The main video recorder we use is actually a DSLR camera, a Canon 600D (Rebel T3i) with three kit lenses (EF-S 18-55mm, EF-S 55-250mm and EF 50mm f/1.8 prime plus EF 12 II Extension Tube). DSLR cameras record great video but terrible audio so attached to the hot shoe mount of the camera is a Rode VideoMic Pro (with fluffy windscreen). To capture 1080p video at 25 frames per second requires a fast memory card such as the SanDisk Extreme 64 GB Class 10 SD Card. For stabilisation or relatively static shots we either use a Manfrotto 190XDB tripod or where greater movement is needed then a DSLR shoulder rig is brought into play to allow for more flexible tracking shots.

     

    One of the key aspects of good video is good lighting, even low end cameras can produce good video if they have suitable illumination. For portability we make use of Rotolight Stealth RL48-B LED lights that can either be attached to the camera’s hot shoe mount or fitted to tripods. Lighting can be further controlled on lens by use of either circular polarising or variable ND filters.

     

    Visual quality of the image is checked either on the LCD screen on the back of the camera or via a larger Lilliput 569GL external monitor.

     

    The DSLR and associated equipment are stored and carried in a Professional USA Gear backpack which features a lot of handy portable space.

     



    For highly mobile recordings where a full kit would be impractical we turn to the mobile phone. Using an iPhone 5S either handheld or attached to a ZipShot tripod (via a Joby GripTight Mount) high quality full HD footage can be taken and the audio is sufficiently usable. The recording software is either Apple's own camera app. or MoviePro which has a number of additional recording features.

     


    Another mobile alternative we have access to is an iPad Mini 2 in an iOgrapher case with a wide-angle Polaroid lens, with the audio recorded via the VideoMic Pro into a Zoom H1 Handy Portable Digital Recorder attached to the case. This has the advantage of providing a much larger viewing screen but is bulkier to carry around.

     

    Both iDevices can recorded excellent footage, however if you're after a shallow depth of field (rather than everything in shot being pin-sharp) then DSLR/video cameras are a better choice.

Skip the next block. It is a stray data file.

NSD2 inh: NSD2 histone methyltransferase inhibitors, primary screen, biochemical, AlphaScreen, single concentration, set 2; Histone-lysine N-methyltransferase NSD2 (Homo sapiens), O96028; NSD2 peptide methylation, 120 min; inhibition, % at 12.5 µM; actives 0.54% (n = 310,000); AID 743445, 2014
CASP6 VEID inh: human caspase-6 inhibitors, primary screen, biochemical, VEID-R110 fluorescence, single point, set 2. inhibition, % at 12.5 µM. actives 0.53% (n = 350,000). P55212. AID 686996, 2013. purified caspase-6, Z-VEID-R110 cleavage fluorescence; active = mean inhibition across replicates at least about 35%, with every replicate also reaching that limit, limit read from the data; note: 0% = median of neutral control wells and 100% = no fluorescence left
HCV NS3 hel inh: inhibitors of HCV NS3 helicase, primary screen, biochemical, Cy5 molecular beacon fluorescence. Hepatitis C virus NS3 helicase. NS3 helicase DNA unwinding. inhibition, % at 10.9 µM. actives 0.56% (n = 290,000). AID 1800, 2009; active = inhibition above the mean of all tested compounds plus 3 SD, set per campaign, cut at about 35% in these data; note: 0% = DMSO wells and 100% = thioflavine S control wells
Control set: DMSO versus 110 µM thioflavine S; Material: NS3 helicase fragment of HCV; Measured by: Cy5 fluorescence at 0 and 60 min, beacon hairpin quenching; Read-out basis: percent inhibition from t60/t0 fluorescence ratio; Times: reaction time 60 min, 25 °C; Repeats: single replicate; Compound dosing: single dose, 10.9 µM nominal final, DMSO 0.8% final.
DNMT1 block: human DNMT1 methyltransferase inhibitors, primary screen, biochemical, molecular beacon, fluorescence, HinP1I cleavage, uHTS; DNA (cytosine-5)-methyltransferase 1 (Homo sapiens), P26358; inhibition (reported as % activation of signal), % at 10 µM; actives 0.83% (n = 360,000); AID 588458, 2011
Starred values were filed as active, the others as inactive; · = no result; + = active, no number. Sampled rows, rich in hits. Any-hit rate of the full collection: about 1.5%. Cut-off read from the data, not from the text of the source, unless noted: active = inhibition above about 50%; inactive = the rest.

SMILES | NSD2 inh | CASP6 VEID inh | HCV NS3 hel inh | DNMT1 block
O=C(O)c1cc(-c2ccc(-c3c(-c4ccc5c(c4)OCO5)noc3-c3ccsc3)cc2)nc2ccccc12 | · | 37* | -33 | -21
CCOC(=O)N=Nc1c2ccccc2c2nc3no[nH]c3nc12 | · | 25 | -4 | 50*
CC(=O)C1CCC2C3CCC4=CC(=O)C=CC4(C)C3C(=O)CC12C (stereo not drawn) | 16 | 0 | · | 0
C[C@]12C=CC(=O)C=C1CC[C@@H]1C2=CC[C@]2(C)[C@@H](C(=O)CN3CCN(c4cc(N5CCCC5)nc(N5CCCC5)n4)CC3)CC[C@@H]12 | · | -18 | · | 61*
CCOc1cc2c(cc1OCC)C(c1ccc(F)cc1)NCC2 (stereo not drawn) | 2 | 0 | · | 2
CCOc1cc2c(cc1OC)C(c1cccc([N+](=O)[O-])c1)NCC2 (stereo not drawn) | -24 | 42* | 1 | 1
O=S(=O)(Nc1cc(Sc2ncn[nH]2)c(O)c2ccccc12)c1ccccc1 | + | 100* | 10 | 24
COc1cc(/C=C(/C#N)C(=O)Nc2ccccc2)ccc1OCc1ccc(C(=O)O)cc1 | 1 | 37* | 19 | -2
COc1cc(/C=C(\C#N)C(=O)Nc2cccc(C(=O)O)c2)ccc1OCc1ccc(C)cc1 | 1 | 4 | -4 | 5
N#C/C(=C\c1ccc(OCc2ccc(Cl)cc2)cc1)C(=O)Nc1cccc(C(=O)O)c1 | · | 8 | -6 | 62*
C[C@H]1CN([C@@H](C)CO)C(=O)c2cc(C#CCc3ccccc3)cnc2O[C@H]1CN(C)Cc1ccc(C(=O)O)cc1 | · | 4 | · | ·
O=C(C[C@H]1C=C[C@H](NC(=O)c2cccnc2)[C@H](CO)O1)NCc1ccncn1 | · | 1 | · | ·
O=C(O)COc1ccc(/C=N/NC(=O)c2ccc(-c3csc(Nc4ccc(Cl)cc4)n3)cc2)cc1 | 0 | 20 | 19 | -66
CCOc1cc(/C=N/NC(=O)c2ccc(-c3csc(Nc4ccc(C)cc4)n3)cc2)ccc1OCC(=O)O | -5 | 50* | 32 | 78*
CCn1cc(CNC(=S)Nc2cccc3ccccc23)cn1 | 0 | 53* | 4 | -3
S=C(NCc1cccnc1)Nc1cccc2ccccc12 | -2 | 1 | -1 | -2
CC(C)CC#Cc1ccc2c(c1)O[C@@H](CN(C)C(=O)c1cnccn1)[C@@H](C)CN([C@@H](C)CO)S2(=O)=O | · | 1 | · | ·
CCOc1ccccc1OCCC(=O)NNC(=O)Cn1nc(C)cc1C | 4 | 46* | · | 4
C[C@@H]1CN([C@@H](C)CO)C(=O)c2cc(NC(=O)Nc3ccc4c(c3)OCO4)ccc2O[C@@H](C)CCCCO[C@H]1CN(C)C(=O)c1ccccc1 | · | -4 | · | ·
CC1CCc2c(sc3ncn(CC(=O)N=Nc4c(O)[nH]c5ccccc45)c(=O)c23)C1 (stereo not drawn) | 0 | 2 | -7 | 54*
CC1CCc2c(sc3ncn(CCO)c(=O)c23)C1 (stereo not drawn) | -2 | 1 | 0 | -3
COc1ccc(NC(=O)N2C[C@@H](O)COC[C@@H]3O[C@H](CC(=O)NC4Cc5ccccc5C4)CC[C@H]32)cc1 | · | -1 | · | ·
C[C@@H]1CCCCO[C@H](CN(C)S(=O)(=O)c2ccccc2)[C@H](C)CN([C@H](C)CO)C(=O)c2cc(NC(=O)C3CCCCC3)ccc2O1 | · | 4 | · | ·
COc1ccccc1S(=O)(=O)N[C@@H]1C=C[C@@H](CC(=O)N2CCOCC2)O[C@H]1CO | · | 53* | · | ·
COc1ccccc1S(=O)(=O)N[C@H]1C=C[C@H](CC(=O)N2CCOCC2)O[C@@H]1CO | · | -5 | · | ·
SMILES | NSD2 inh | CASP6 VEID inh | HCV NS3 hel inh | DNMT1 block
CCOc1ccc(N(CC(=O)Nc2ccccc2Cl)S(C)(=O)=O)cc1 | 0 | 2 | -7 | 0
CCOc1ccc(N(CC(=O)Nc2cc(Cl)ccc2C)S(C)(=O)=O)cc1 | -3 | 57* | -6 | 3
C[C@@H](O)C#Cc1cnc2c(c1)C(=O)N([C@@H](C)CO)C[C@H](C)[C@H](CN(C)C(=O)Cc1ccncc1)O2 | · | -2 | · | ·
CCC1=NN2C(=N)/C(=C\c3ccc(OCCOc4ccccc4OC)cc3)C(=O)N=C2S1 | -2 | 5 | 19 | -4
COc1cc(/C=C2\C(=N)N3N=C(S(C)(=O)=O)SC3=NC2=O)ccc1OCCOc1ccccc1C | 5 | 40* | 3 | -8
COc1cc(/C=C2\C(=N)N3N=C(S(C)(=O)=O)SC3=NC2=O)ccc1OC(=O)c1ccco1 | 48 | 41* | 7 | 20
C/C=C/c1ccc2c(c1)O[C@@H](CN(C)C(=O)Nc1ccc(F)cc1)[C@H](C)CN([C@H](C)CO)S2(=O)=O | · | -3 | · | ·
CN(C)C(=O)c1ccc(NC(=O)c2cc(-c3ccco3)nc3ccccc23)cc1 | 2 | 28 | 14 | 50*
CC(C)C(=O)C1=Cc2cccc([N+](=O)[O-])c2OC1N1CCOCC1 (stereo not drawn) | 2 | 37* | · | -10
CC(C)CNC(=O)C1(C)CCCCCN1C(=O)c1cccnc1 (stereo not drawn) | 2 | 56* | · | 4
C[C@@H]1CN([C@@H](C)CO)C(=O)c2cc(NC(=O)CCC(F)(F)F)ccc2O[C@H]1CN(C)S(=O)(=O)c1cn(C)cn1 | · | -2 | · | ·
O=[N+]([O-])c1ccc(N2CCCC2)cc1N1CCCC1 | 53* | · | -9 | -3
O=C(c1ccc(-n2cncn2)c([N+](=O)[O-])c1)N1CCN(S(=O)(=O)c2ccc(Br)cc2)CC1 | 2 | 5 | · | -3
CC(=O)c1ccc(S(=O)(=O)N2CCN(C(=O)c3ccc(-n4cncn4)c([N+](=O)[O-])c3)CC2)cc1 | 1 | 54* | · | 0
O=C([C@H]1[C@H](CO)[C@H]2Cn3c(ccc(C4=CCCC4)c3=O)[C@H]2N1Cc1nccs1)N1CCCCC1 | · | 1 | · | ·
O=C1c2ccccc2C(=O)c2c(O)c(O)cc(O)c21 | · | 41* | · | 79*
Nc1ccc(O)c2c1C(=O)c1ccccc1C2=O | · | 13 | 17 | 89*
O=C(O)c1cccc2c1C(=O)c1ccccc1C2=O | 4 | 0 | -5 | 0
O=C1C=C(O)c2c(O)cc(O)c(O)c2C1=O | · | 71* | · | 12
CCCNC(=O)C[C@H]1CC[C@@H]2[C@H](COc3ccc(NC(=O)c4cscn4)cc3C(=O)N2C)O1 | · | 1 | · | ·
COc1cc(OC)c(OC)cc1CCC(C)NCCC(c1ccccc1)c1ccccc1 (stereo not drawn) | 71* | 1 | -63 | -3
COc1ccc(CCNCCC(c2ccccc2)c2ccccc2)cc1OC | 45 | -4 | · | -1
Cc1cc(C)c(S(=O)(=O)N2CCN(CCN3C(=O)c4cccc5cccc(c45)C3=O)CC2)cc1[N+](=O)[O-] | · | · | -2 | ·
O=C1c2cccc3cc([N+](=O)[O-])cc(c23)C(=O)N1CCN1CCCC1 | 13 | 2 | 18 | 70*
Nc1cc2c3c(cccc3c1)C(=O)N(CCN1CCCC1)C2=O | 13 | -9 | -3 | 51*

Audio for Video

    It has never been easier to produce great looking video however the visual aspect is only half the story (or even less than half). People can stand sub-par image quality but they won't tolerate poor sound. An advantage of having produced audio for so long is that this importance is well known to us and so at least equal attention is made to how the video sounds.

     

    As mentioned above we often make use of a Rode VideoMic Pro for capturing audio into the DSLR camera (or iPad/Zoom H1), it's great for "run & gun" style recording when out and about. We do have a couple of alternatives depending on the situation and this includes a Rode Reporter microphone and a Sennheiser EW 100 ENG G3 wireless system (with a Rode Lavalier Omni Condenser Mic). These are very useful when doing field reports or interviews. The wireless system again allows for greater freedom of movement and flexibility; the downside being the increased setup time necessary to employ them. The output from the Sennheiser receiver is brought into the XLR inputs of the Zoom H6 (again recording to WAV at 24/48). Another advantage of this system is that the receiver and recorder need not be physically anywhere near the camera or the host (in theory it could be several streets away).

     

    If time is rushed my advice would always be: concentrate on the audio first. Lots of people listen to the radio, few watch silent movie channels.



    Software and Delivery

    For video editing we simply use Apple's iMovie 10. It does a great job of straightforward editing tasks and as yet we've not needed the additional facilities of something like Final Cut Pro.

     

    The audio software side of this equation makes use of Hindenburg Journalist Pro (as with our audio podcasts) for setting audio levels to EBU R-128 standards and Red Giant's PluralEyes software for syncing up externally recorded audio.

     

    For video delivery on the web we use Vimeo rather than YouTube. Why not simply use YouTube as it's free? Primarily because the image quality is much better as are the range of delivery and upload options (e.g.Dropbox integration). It's worth the price to us.

     

    Conclusion

    After 10 years of podcasting (I believe we are the longest running UK podcasters) we seem to have settled on a relatively stable format for production and the move into more online video provides us with another way to create, provide and engage with new content. It can be hard work, but it can also be fun. :-)